When the kids were younger, we were all lacto-ovo vegetarians. Except when well-meaning (annoying) friends and family didn’t respect my choices. Once the kids were old enough to make their own choices, they ate veggie at home, but could eat whatever they wanted out of the house.
I initially became a vegetarian when I was 18-years old after a beloved friend was killed by a drunk driver. I wanted to do something purposeful that would keep her in my heart and mind as time passed. 15 years later, when I explained it to a Certified Nurse Midwife I was working with at a birth center, she looked at me, smirking, “Was she killed by a cow?” I couldn’t help but laugh, hearing my explanation through another person’s ears. No, no… no cow involved.
As the years passed, I wanted to be a vegetarian because I was fat and saw how thin most vegetarians were. The lacto-ovo got in the way of that, however.
Eating gobs of cheese, meals made with gobs of cheese, cheese and crackers, cheese, cheese, cheese!
And then there was the delightful change in McDonald’s fries (in 1990) from using beef tallow to using vegetable oil in their fryers. I would eat 2-3 super-sized fries a day far too often. My mind was screwing with me, justifying eating the fries… “But they are vegetarian!”
I also ate a concoction of potatoes, onions, cheese (of course!) and sour cream on almost a daily basis. Now, of course, in the depths of diabetes, I know how incredibly glucose-spiking potatoes are. It’s amazing I didn’t become diabetic before the diagnosis when I was 34-years old.
Okay, Let’s Be Vegan Then!
Then there was the stint as a vegan. I still did not lose weight (probably those “veggie” fries?), but tried hard to eat as healthy as possible. I discovered the veggie section of the supermarkets (in the refrigerated section? What’s up with that!) and began eating tofu, tempeh, seitan, veggie hot dogs and made vegan burgers from scratch. During that time, (and it lasted about 10 years) I easily had 20+ vegan cookbooks and also checked out vegan books at the library constantly, wanting to be a thin vegan. It never happened.
Way back in the day, public schools were baffled about what to feed vegetarians. The kids told me they were eating cookies and drinking milk, sometimes having potatoes or pizza, but that was rare. I was darn tired of hearing these stories so tromped down to the school and talked to the head of the cafeteria. She expressed her confusion about vegetarianism, but said she would find a way to accommodate the kids. What ended up happening was my kidlets got to eat 2 salads and anything else they wanted. (Salads were brought in for the kids.) Blessedly, today, kids have many more food options. (I am sure it drives the cafeteria mad, though… veggie, vegan, food allergies, gluten-free, etc.)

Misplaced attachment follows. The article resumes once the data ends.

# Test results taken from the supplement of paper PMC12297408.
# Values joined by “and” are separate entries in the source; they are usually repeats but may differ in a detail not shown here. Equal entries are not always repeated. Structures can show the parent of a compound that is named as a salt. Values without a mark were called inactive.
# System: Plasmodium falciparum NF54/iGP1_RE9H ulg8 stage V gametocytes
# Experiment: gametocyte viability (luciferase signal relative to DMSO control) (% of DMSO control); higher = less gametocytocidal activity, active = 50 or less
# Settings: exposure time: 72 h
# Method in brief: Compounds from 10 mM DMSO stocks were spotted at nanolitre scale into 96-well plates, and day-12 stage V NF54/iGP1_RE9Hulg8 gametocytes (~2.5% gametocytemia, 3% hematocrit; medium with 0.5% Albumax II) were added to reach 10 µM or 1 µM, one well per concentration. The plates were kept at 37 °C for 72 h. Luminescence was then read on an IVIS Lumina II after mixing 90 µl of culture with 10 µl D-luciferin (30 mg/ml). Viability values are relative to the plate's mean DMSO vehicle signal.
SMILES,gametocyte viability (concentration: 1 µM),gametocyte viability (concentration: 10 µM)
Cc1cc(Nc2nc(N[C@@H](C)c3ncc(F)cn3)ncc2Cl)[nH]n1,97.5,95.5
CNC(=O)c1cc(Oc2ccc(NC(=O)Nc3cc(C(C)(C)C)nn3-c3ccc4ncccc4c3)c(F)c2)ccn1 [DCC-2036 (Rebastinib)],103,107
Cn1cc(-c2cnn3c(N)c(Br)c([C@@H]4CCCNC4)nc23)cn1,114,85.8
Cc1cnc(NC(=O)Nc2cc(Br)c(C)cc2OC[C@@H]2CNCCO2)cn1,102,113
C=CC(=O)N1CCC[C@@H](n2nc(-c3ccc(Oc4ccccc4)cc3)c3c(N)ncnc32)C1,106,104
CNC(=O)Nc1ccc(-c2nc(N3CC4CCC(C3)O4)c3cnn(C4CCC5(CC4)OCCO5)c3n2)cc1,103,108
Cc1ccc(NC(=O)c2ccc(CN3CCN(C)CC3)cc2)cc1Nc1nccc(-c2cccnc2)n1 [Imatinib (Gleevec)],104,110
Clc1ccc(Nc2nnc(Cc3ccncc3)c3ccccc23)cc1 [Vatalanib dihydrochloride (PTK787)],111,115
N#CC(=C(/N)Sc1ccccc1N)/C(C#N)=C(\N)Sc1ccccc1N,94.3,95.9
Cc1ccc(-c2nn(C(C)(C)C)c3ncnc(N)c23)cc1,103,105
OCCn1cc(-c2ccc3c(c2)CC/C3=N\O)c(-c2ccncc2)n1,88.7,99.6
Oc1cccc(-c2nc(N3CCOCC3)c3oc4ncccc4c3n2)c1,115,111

When the kids went to live with their father, they began eating meat… mostly chicken… but meat appeared in their diets. Interestingly, Tristan and Aimee are vegans and Meghann does not make meat dishes all that often. I smile knowing my weirdness did rub off on them just a little.
I eat very very little red meat, no pork, a bit of chicken, fish a couple of times a year (unless I come across catfish!), but still am eating plenty of cheese. Rarely potatoes, though.
I’m glad I had the veggie experiences (and have several more stories that hinge on my being vegetarian), but it was, for me, a fad… a way to stand out in the crowd. It was a fad that lasted a darn long time!
Oh, and even in my vegan years, I had one turkey sandwich with Miracle Whip a year, the day after Thanksgiving. (I don’t celebrate Thanksgiving now, for what it’s worth.) I haven’t had a turkey sandwich in over 3 years now.
nom nom nom
2 thoughts on “Vegetarian Experiences”
I’ve come and gone with vegetarianism and vegan for years; currently 51 & going back to being vegan at home, for a variety of reasons, & loving it. Feels clean somehow. And I sleep better. Aren’t we privileged to have such freedom of choice, & wide food options? 🙏🏼
I am glad you are feeling so good! And yes, you are correct about our privilege to make choices about food. Much of the world, I suspect, would be baffled about our capabilities to ignore some foods and embrace others. First World Decisions.